12 June 2019 - Tim Gruene (Vienna University, AT)

An EIGER X 1M detector turns a Transmission Electron Microscope into an Electron Diffractometer


Last year, electron crystallography attracted much attention when the method ranked fifth for the public vote of the Science Breakthrough 2018. This attention results from a diverse number of publications, where electron diffraction was used to solve structures of that are relevant in various fields of chemistry. For example, very complex structures of MOFs [1], zeolites [2], and organic structures can be solved with electron crystallography where X-ray failed from too small crystals.

In this talk I will present how we combined an EIGER hybrid pixel detector and a transmission electron microscope in order to create an electron diffractometer.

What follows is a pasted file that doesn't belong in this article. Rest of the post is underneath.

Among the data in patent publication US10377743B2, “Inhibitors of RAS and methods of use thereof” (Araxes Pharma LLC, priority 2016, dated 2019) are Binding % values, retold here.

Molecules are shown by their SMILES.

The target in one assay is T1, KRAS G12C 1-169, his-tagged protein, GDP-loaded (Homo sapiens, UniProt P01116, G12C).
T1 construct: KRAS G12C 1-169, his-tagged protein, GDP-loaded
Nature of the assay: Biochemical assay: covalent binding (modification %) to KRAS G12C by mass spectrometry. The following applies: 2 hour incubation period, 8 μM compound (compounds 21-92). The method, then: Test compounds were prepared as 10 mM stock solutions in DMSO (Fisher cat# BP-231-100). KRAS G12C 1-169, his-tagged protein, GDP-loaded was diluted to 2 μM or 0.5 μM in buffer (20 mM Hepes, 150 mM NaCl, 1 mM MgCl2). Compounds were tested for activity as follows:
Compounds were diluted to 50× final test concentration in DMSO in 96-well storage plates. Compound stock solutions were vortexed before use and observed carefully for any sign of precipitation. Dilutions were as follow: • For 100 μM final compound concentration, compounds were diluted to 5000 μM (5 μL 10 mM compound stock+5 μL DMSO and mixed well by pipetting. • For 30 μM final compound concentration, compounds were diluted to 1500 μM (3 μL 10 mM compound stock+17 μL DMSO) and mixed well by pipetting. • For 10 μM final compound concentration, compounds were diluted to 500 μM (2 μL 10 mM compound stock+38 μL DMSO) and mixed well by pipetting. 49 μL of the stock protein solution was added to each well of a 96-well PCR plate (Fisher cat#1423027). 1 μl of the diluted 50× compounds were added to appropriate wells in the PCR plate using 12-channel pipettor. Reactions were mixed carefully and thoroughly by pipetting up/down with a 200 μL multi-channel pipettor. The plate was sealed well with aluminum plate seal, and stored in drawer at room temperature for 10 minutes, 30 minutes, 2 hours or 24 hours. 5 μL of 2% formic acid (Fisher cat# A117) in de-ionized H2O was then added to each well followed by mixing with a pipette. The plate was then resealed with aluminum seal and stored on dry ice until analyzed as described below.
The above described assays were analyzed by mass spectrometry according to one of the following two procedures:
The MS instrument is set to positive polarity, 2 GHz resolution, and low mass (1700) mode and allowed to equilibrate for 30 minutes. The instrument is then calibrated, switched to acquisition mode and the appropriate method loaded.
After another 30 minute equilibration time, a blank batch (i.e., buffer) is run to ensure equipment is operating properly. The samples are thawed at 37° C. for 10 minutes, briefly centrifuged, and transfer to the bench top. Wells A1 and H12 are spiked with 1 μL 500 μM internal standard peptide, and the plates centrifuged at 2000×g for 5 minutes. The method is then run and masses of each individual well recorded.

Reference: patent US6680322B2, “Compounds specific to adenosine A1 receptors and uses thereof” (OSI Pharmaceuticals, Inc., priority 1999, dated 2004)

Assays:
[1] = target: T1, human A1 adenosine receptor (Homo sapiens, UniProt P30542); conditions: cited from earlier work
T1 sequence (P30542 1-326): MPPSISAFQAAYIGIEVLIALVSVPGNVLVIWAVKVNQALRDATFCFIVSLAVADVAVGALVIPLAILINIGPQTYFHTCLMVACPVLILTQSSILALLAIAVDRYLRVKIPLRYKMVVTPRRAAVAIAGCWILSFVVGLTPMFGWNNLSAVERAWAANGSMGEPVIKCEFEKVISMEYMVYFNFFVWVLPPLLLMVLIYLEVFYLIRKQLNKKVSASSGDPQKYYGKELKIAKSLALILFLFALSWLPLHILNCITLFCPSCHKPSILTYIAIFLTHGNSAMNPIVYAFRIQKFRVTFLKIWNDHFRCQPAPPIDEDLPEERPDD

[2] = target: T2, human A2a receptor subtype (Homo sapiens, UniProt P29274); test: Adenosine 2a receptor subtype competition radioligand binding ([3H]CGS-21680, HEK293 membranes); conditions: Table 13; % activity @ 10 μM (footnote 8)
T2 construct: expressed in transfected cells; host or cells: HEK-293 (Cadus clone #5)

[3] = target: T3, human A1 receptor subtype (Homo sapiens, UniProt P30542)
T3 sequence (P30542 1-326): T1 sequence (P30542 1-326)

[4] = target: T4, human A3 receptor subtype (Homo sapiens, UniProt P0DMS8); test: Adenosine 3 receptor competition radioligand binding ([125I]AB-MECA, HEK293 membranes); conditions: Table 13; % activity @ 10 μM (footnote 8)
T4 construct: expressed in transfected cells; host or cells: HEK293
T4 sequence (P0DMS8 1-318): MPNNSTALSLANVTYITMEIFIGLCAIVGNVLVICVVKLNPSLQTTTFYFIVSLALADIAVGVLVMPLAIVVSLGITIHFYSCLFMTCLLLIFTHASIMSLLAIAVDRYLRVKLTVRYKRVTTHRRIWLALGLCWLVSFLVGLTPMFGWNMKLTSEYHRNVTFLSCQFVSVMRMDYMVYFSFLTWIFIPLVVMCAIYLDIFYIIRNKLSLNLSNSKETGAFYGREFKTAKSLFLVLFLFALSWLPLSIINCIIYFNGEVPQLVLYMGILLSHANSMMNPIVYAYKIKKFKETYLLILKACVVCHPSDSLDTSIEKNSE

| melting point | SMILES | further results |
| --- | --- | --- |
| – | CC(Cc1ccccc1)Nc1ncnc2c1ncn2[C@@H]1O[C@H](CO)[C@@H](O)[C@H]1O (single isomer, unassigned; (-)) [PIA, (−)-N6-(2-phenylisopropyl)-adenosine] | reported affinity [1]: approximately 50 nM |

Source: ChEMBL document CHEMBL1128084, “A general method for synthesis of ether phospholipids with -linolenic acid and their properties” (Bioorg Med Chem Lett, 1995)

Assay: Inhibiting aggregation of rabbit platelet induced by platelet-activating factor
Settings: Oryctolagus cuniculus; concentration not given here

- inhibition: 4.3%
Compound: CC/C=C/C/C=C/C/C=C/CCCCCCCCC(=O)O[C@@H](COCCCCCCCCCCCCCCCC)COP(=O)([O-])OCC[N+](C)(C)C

I will discuss how to determine the parameters required for data processing and present example structures that were solved with this setup. The results demonstrate that such a setup is suitable to complement any X-ray facility for routine structure determination.[3]

I will also present a solution to the missing wedge problem in electron diffraction. Conventional sample supports leads to systematically incomplete data. In cases of low symmetry space groups, this can seriously compromise the structure quality. Our grids offer simple solutions to this problem and enable complete structure by merging data from a small number of crystals. These grids are also suitable for automated data collection [4]. Such a combination is of large interest e.g. for the screening of polymorphs.

[1] Wang et al., Chem Eur. J. (2018), 24, 17429-17433

[2] Simancas et al, JACS (2016), 138, 10116–10119

[3] Gruene et al., Angew. Chemie Int. Ed. (2018), 57, 16313-16317

[4] Cichocka et al., J. Appl. Cryst. (2018), 1652-1661